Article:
I recently touched on the latest U.S. Census data, which shows that the country’s population grew at the slowest rate since 1790, in part because of a reduction in immigration over the past few years.

Between 2016, when Donald Trump was elected president, and 2019, the annual number of new legal permanent residents decreased each year, according to the Migration Policy Institute. However, President Joe Biden has prioritized immigration reform as a key goal of his administration, which could lead to a reversal in those figures. As I write this post, negotiations are underway in Congress on an immigration package.

Worldwide ERC recently wrote about what Biden’s first 100 days in office mean for mobility (see below for the article). From an immigration standpoint, Worldwide ERC highlights a few key developments, including Biden’s decision to not renew a ban on new H-1B visas, as well as the delaying of new rules that would make it more difficult for companies to hire high-skilled foreign nationals.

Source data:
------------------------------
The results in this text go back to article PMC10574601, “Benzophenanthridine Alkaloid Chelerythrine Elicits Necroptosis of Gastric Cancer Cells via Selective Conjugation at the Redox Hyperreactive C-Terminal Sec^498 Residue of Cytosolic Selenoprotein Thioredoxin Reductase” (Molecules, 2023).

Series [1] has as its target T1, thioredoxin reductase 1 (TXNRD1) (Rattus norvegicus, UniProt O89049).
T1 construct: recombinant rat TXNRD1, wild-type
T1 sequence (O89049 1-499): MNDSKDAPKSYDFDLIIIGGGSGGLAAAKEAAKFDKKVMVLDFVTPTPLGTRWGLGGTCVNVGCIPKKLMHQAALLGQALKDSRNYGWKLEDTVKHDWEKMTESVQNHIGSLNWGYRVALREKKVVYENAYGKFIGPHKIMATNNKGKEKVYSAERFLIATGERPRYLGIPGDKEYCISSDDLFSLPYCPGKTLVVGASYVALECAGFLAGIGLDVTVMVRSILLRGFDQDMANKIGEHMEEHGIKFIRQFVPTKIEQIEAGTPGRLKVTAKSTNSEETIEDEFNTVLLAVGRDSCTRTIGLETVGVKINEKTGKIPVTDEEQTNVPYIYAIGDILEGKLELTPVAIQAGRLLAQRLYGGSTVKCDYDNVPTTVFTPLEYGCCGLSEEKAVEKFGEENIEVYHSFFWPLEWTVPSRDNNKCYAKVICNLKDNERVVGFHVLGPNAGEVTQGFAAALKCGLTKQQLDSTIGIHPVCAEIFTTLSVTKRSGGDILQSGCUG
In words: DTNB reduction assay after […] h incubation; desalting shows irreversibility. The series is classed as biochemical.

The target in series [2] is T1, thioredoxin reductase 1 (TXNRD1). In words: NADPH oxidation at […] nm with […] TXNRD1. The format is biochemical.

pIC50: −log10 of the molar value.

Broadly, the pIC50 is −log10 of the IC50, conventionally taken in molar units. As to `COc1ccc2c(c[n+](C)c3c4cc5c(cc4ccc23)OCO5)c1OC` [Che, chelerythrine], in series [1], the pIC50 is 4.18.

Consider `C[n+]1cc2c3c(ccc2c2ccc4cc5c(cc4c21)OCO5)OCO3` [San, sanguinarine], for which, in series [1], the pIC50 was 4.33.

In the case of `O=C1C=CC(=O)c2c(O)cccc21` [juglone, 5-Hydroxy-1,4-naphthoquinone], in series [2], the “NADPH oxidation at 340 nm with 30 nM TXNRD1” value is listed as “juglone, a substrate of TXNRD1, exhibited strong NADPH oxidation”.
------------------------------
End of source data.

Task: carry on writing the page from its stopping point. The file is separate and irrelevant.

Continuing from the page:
I wrote about the ban on H-1B visas (as well as H-2B, H-4, J and L visas) back in June, and my colleague Chris Pardo looked at the potential impact of the proposed Department of Labor and Department of Homeland Security rules.

Many global mobility teams rely on the H-1B program to secure talented individuals from across the globe. H-1B visas allow foreign workers in specialty occupations (engineering, computing, health and medicine, etc.) to work in the U.S. for up to three years, and extensions can be granted allowing stays of up to six years.

It will be critical for mobility programs to keep a close eye on developments in Congress as well as other updates to U.S. immigration generally, and immigration providers can be valuable resources in this process.